Horne, Ross J.
Programming languages and principles for read–write linked data.
University of Southampton, School of Electronics and Computer Science,
This work addresses a gap in the foundations of computer science. In particular, only a limited number of models address design decisions in modern Web architectures. The development of the modern Web architecture tends to be guided by the intuition of engineers. The intuition of an engineer is probably more powerful than any model; however, models are important tools to aid principled design decisions. No model is sufficiently strong to provide absolute certainty of correctness; however, an architecture accompanied by a model is stronger than an architecture accompanied solely by intuition lead by the personal, hence subjective, subliminal ego.
The Web of Data describes an architecture characterised by key W3C standards. Key standards include a semi-structured data format, entailment mechanism and query language. Recently, prominent figures have drawn attention to the necessity of update languages for the Web of Data, coining the notion of Read–Write Linked Data. A dynamicWeb of Data with updates is a more realistic reflection of the Web.
An established and versatile approach to modelling dynamic languages is to define an operational semantics. This work provides such an operational semantics for a Read–Write Linked Data architecture. Furthermore, the model is sufficiently general to capture the established standards, including queries and entailments. Each feature is relative easily modelled in isolation; however a model which checks that the key standards socialise is a greater challenge to which operational semantics are suited. The model validates most features of the standards while raising some serious questions.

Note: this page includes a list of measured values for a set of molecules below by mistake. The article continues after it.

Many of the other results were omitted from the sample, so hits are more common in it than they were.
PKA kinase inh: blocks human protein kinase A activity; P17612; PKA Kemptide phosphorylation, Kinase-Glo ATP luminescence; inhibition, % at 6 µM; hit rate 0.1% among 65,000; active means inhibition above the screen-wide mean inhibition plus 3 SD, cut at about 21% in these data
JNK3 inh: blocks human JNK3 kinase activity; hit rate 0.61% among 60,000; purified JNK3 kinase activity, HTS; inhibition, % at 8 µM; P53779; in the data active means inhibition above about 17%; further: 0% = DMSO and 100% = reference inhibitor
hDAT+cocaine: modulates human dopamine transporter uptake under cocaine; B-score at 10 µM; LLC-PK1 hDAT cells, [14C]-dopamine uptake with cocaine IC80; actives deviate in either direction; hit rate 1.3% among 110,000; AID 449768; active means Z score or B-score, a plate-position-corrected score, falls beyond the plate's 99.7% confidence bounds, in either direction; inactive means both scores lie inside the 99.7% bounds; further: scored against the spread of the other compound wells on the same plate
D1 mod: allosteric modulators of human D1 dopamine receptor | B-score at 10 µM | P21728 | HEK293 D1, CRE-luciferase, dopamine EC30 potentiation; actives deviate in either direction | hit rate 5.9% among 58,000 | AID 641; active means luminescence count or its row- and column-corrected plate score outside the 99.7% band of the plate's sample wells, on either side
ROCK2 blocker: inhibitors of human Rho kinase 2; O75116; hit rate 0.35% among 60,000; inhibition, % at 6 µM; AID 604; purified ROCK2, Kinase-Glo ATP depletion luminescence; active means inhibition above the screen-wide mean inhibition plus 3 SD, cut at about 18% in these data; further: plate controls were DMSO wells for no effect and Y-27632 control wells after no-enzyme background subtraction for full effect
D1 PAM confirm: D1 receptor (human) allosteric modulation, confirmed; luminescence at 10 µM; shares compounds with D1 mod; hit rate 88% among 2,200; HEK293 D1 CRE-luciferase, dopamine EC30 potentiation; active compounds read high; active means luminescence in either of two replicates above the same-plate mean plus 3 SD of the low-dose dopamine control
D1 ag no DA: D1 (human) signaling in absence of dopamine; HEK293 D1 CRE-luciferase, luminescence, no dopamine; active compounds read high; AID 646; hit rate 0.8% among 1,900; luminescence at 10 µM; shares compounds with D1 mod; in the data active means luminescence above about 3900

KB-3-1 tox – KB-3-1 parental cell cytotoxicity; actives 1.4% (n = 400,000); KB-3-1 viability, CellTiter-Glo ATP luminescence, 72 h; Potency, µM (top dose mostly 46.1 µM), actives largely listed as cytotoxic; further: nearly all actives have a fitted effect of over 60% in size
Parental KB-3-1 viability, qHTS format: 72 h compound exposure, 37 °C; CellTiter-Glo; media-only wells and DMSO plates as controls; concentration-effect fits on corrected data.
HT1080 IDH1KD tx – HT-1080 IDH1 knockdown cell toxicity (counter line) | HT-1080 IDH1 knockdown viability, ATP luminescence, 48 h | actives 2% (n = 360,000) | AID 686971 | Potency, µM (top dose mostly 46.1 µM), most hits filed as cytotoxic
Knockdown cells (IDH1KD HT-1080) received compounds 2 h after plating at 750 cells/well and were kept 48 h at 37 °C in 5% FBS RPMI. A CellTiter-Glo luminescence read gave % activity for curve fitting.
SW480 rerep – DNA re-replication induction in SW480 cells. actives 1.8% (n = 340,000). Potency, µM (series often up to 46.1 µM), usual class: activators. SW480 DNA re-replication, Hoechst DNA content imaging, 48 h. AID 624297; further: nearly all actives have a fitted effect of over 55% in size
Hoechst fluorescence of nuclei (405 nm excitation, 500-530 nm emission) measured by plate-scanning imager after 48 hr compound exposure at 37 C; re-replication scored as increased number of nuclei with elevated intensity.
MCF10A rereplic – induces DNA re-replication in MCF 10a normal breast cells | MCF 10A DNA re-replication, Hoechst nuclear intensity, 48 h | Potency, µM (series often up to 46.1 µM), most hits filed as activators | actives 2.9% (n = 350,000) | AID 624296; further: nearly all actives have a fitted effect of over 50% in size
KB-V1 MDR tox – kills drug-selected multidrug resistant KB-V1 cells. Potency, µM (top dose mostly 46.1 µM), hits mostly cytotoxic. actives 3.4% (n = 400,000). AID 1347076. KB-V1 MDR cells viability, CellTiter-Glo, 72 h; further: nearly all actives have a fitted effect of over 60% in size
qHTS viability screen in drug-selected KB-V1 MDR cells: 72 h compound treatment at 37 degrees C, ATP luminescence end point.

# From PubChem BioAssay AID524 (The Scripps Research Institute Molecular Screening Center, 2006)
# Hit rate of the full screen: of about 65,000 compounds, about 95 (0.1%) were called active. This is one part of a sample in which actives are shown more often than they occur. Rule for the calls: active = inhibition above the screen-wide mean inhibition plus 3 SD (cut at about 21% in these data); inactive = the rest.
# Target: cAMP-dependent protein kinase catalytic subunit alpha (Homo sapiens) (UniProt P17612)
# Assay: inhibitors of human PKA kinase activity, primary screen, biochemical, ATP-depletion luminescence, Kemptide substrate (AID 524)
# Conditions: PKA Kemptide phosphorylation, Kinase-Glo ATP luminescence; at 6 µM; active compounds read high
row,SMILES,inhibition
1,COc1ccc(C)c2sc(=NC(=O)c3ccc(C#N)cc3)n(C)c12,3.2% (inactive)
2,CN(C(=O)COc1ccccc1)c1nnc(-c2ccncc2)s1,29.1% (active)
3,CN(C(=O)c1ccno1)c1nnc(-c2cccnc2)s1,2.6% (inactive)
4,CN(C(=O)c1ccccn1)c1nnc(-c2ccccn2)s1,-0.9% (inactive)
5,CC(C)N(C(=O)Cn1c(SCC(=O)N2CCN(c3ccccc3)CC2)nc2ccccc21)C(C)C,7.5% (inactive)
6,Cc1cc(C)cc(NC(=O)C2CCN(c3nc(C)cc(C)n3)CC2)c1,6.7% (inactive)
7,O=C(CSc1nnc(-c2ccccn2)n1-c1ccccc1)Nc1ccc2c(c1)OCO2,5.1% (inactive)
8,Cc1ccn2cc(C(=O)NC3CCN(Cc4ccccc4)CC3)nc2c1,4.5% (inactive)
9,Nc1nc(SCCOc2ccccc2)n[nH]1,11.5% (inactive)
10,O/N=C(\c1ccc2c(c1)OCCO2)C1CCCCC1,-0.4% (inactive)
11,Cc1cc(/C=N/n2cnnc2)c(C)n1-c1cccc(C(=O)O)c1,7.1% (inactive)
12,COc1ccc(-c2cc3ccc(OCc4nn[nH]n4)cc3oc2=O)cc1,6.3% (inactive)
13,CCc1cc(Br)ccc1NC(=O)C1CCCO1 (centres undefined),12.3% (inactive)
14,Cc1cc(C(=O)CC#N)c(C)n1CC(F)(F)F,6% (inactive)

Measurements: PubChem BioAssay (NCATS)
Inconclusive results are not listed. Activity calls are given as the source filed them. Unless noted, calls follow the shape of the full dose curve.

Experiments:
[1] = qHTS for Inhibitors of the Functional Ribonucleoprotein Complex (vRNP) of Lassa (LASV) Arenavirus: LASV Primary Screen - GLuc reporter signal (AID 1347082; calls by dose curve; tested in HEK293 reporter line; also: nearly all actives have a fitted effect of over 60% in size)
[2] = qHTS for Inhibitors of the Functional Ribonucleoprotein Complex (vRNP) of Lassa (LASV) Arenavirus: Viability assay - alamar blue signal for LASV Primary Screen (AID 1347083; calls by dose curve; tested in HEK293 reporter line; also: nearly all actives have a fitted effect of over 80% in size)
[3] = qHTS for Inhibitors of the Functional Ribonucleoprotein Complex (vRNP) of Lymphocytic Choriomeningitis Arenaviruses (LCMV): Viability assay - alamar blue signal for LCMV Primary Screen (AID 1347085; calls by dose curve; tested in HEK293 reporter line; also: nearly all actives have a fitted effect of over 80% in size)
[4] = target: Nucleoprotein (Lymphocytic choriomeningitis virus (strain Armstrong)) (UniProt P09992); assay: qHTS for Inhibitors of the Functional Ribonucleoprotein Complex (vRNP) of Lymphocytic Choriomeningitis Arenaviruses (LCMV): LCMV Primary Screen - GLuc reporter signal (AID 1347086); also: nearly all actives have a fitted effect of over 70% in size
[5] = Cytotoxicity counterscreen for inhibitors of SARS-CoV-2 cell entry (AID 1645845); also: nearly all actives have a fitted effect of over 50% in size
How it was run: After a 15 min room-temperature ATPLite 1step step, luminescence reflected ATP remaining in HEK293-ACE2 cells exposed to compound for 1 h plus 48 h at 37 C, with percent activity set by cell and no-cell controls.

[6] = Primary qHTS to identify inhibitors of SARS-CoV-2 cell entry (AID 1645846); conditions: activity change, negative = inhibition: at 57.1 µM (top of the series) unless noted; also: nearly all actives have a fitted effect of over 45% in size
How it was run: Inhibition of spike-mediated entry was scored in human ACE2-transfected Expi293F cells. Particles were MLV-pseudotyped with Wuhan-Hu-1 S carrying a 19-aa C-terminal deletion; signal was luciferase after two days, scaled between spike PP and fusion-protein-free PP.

Further to evaluating W3C standards, the operational mantics provides a foundation for static analysis. One approach is to derive an algebra for the model. The algebra is proven to be sound with respect to the operational semantics. Soundness ensures that the algebraic rules preserve operational behaviour. If the algebra establishes that two updates are equivalent, then they have the same operational capabilities. This is useful for optimisation, since the real cost of executing the updates may differ, despite their equivalent expressive powers. A notion of operational refinement is discussed, which allows a non-deterministic update to be refined to a more deterministic update.
Another approach to the static analysis of Read–Write Linked Data is through a type system. The simplest type system for this application simply checks that well understood terms which appear in the semi-structured data, such as numbers and strings of characters, are used correctly. Static analysis then verifies that basic runtime errors in a well typed program do not occur. Type systems for URIs are also investigated, inspired by W3C standards. Type systems for URIs are controversial, since URIs have no internal structure thus have no obvious non-trivial types. Thus a flexible type system which accommodates several approaches to typing URIs is proposed.
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